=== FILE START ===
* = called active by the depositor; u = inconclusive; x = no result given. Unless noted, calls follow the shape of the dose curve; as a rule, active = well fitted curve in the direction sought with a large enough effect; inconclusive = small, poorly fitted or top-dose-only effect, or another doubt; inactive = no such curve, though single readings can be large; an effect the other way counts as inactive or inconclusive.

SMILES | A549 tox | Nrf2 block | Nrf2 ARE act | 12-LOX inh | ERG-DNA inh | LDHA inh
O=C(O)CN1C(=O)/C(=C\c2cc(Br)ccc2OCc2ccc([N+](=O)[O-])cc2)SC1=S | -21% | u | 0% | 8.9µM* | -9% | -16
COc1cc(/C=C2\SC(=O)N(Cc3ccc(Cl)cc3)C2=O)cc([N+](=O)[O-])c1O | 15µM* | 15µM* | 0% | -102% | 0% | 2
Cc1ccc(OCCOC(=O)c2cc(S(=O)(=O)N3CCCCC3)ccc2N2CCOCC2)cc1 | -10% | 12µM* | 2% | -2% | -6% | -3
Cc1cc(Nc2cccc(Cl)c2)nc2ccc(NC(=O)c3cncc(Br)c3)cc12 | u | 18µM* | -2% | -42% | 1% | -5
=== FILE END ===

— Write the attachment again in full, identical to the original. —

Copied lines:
* = called active by the depositor; u = inconclusive; x = no result given. Unless noted, calls follow the shape of the dose curve; as a rule, active = well fitted curve in the direction sought with a large enough effect; inconclusive = small, poorly fitted or top-dose-only effect, or another doubt; inactive = no such curve, though single readings can be large; an effect the other way counts as inactive or inconclusive.

SMILES | A549 tox | Nrf2 block | Nrf2 ARE act | 12-LOX inh | ERG-DNA inh | LDHA inh
O=C(O)CN1C(=O)/C(=C\c2cc(Br)ccc2OCc2ccc([N+](=O)[O-])cc2)SC1=S | -21% | u | 0% | 8.9µM* | -9% | -16
COc1cc(/C=C2\SC(=O)N(Cc3ccc(Cl)cc3)C2=O)cc([N+](=O)[O-])c1O | 15µM* | 15µM* | 0% | -102% | 0% | 2
Cc1ccc(OCCOC(=O)c2cc(S(=O)(=O)N3CCCCC3)ccc2N2CCOCC2)cc1 | -10% | 12µM* | 2% | -2% | -6% | -3
Cc1cc(Nc2cccc(Cl)c2)nc2ccc(NC(=O)c3cncc(Br)c3)cc12 | u | 18µM* | -2% | -42% | 1% | -5